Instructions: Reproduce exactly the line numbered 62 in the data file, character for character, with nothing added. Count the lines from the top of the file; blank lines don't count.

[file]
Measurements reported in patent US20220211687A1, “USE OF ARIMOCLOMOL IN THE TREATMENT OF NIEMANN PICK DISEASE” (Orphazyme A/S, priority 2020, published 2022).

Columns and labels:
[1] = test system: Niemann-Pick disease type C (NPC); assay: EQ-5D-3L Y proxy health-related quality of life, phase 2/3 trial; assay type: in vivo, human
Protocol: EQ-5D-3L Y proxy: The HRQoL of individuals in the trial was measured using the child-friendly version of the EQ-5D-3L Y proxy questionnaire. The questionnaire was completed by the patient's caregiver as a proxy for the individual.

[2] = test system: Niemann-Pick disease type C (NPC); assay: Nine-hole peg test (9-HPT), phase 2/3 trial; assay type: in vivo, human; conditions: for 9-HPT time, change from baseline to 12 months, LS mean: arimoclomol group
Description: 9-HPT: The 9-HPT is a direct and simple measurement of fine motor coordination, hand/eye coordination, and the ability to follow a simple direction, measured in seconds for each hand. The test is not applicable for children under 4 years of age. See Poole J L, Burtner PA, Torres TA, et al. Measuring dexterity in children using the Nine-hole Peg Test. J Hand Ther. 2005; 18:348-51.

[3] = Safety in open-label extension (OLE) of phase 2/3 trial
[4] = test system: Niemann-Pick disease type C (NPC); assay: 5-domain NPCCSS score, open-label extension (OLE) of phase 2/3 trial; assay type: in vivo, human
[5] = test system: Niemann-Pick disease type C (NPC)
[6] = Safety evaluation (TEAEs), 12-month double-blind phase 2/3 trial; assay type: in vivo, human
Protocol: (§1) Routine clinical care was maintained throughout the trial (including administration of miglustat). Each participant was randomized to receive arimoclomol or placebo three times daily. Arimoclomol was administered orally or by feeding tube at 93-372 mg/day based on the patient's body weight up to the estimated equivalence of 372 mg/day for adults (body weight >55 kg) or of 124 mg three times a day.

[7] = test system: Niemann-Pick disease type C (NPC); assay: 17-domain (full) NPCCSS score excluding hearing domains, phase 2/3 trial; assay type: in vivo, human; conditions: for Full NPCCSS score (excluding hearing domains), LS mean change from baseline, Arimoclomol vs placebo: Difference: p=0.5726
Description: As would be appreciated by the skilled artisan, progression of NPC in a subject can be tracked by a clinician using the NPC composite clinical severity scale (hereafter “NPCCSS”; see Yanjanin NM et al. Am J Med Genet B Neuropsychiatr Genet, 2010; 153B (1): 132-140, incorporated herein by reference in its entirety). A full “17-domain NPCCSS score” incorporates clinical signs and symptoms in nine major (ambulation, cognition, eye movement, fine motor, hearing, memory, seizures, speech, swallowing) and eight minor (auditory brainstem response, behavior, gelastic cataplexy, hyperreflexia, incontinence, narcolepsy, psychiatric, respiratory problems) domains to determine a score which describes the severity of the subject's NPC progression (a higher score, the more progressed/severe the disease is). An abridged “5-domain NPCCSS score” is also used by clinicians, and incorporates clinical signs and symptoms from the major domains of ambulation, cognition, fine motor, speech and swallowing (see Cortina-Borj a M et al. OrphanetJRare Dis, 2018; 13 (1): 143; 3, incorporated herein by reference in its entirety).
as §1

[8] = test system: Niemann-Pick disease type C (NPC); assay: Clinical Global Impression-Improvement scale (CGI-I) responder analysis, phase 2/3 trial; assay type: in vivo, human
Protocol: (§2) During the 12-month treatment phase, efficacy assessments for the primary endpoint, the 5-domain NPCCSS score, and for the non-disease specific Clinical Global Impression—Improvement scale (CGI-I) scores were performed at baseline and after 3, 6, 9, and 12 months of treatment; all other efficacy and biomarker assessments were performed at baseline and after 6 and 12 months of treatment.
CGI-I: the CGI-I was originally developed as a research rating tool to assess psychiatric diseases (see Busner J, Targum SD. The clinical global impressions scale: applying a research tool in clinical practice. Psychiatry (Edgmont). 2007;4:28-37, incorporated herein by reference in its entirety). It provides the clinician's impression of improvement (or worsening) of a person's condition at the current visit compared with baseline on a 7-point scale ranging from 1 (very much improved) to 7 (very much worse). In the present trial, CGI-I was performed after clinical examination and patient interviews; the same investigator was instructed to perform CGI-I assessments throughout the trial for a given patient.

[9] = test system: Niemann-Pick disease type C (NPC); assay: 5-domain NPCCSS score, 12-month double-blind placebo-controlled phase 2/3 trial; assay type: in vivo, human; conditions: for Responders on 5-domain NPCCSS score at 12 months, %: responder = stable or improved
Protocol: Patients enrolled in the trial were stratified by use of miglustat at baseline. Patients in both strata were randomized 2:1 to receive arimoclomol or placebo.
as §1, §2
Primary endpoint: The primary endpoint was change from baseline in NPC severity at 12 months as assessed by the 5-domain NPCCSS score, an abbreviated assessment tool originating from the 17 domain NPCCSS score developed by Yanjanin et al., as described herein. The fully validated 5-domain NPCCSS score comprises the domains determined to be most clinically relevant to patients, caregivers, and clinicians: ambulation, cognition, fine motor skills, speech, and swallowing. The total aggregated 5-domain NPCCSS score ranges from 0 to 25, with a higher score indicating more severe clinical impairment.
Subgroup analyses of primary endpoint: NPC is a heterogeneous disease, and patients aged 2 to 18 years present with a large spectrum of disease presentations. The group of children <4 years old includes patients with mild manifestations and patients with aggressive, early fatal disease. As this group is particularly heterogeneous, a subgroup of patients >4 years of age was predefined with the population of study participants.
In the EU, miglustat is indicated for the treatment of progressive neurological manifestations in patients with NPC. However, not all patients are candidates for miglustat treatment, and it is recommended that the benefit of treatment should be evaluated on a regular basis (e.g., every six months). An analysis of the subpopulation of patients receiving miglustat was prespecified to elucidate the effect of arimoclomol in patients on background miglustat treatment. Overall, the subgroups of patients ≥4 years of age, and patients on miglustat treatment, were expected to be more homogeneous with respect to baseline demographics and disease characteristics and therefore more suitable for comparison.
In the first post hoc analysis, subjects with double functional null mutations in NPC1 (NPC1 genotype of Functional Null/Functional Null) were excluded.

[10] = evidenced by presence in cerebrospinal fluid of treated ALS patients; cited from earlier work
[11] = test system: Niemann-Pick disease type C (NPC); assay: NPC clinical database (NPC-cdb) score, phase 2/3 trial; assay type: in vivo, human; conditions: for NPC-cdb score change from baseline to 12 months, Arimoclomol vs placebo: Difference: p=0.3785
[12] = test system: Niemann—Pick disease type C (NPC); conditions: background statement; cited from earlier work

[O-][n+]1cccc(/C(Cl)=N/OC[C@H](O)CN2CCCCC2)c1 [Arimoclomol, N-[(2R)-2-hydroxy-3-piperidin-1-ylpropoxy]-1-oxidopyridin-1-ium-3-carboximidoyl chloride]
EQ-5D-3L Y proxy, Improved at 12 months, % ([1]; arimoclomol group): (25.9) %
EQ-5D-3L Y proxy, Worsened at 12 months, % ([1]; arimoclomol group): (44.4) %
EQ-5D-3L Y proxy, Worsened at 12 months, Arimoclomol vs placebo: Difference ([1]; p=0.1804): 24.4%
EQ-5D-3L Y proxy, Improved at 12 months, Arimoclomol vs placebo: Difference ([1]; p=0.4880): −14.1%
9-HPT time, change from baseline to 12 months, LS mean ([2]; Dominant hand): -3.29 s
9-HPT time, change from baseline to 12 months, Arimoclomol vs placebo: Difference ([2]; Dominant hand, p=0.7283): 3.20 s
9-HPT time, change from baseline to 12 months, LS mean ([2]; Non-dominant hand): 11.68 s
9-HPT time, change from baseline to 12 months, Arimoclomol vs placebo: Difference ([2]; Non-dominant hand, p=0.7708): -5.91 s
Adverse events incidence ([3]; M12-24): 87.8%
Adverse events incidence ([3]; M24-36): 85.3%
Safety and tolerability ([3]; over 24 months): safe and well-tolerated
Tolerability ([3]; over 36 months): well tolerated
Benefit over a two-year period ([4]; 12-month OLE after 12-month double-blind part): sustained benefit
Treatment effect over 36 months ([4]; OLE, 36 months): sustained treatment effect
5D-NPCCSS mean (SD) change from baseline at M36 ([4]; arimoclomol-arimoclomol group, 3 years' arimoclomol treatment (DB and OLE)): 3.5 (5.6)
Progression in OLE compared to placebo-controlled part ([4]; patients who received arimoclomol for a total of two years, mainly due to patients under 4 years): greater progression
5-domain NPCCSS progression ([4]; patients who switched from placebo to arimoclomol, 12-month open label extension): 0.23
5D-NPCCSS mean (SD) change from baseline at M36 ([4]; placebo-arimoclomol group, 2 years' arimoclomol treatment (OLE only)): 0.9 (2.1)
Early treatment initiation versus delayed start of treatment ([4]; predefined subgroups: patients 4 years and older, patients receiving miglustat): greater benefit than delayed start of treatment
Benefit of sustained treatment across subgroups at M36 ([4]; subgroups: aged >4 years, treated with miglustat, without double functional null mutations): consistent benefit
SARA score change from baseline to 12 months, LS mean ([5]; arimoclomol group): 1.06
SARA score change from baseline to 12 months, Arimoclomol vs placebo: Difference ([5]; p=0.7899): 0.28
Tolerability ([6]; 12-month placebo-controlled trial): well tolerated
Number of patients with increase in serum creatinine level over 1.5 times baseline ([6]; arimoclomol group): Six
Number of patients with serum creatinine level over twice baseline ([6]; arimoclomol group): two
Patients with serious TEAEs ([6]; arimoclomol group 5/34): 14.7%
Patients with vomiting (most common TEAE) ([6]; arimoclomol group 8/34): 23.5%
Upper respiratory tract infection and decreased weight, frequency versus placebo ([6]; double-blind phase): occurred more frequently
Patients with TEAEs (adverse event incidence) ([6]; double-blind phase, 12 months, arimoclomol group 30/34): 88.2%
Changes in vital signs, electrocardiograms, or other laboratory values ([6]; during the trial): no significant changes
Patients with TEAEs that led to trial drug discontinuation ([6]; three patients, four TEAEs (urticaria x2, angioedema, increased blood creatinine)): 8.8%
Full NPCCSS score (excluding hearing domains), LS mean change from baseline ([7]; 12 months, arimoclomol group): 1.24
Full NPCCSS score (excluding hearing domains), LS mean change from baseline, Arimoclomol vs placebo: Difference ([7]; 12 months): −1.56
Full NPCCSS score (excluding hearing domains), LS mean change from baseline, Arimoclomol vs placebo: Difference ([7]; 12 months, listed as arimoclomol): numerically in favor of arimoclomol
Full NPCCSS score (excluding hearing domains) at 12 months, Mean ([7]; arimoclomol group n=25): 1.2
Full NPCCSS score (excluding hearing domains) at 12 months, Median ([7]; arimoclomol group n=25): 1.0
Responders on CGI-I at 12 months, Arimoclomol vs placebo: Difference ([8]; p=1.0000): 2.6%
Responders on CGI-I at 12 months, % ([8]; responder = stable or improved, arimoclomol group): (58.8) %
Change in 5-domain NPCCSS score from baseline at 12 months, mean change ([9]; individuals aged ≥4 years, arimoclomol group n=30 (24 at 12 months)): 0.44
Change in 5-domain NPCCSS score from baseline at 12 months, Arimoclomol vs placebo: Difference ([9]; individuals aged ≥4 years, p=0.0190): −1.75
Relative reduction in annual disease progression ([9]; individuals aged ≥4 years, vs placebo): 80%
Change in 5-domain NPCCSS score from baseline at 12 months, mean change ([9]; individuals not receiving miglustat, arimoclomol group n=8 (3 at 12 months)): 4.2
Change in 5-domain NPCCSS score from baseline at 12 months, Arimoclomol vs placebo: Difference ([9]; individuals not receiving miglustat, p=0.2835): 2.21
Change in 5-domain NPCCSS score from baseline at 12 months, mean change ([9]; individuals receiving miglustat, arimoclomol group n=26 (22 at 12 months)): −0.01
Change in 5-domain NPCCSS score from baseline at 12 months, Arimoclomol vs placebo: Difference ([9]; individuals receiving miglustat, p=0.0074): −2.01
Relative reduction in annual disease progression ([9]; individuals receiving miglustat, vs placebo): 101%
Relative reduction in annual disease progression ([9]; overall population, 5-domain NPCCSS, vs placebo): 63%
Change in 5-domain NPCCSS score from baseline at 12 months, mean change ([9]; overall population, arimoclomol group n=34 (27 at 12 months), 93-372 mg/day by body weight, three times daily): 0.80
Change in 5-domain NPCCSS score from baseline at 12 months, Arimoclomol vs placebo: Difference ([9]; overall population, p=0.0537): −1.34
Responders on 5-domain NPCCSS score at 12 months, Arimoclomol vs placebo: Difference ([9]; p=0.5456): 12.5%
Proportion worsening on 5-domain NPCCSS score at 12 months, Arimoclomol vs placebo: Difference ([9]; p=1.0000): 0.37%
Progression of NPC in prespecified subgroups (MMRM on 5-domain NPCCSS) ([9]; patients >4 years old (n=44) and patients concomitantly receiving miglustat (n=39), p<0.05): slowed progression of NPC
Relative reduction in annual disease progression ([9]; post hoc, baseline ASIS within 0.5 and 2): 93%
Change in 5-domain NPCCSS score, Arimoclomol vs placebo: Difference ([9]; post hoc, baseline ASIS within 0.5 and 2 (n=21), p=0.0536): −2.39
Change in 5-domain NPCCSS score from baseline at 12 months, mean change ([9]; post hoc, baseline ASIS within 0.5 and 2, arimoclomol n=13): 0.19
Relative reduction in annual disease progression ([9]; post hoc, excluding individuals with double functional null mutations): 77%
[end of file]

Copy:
Full NPCCSS score (excluding hearing domains), LS mean change from baseline, Arimoclomol vs placebo: Difference ([7]; 12 months, listed as arimoclomol): numerically in favor of arimoclomol